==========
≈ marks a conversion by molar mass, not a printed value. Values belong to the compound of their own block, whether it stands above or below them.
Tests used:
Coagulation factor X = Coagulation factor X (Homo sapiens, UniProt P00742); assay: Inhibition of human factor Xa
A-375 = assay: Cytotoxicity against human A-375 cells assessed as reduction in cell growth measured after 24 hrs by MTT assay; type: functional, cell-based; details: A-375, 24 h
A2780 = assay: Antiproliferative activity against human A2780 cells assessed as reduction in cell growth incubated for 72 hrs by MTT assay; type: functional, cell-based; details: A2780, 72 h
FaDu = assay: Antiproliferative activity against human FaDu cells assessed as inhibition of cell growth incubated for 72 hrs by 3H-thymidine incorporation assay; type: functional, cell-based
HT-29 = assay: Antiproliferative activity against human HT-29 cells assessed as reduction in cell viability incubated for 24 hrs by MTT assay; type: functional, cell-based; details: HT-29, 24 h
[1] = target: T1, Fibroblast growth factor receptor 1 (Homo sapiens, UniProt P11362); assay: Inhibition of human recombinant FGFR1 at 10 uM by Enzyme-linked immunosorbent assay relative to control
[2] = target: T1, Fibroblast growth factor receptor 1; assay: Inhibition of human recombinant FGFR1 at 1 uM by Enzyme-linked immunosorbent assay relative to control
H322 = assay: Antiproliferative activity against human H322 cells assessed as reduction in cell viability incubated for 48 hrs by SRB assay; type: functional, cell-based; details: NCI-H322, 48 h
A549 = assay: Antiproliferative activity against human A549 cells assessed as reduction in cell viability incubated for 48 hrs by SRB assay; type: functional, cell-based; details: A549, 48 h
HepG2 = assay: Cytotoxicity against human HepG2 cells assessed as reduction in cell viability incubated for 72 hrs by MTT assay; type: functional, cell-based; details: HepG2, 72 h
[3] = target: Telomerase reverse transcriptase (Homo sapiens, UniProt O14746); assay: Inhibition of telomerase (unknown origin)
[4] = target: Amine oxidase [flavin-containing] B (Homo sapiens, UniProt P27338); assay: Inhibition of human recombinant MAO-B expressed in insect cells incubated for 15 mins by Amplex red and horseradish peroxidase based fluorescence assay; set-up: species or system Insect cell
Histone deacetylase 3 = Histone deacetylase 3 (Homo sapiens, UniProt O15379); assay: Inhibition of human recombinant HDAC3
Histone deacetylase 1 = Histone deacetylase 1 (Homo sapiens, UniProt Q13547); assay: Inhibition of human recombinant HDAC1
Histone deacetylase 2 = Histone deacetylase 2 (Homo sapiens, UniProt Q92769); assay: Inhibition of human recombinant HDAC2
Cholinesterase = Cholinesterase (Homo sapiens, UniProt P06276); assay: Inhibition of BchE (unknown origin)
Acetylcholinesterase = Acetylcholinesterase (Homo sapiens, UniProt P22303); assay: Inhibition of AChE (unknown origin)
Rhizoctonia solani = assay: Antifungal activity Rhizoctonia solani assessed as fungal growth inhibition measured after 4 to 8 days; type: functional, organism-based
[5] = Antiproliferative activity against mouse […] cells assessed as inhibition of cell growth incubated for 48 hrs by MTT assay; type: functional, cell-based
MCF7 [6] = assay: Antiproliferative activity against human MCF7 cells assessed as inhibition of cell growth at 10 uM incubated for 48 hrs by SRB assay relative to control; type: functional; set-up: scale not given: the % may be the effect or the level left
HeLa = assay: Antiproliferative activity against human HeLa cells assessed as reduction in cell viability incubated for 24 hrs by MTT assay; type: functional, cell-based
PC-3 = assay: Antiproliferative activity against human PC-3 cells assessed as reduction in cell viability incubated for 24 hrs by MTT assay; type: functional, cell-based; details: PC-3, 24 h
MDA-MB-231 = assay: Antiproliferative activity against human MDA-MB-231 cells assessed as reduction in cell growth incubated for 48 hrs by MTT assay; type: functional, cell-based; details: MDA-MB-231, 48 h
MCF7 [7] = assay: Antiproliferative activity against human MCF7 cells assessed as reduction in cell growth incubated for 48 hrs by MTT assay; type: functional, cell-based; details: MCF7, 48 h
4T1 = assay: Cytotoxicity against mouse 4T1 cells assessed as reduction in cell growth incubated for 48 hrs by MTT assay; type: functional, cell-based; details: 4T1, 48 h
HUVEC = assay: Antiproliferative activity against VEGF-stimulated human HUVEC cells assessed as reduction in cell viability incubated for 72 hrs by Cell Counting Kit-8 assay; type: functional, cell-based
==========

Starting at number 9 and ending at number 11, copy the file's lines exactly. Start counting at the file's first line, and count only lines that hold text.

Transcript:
[2] = target: T1, Fibroblast growth factor receptor 1; assay: Inhibition of human recombinant FGFR1 at 1 uM by Enzyme-linked immunosorbent assay relative to control
H322 = assay: Antiproliferative activity against human H322 cells assessed as reduction in cell viability incubated for 48 hrs by SRB assay; type: functional, cell-based; details: NCI-H322, 48 h
A549 = assay: Antiproliferative activity against human A549 cells assessed as reduction in cell viability incubated for 48 hrs by SRB assay; type: functional, cell-based; details: A549, 48 h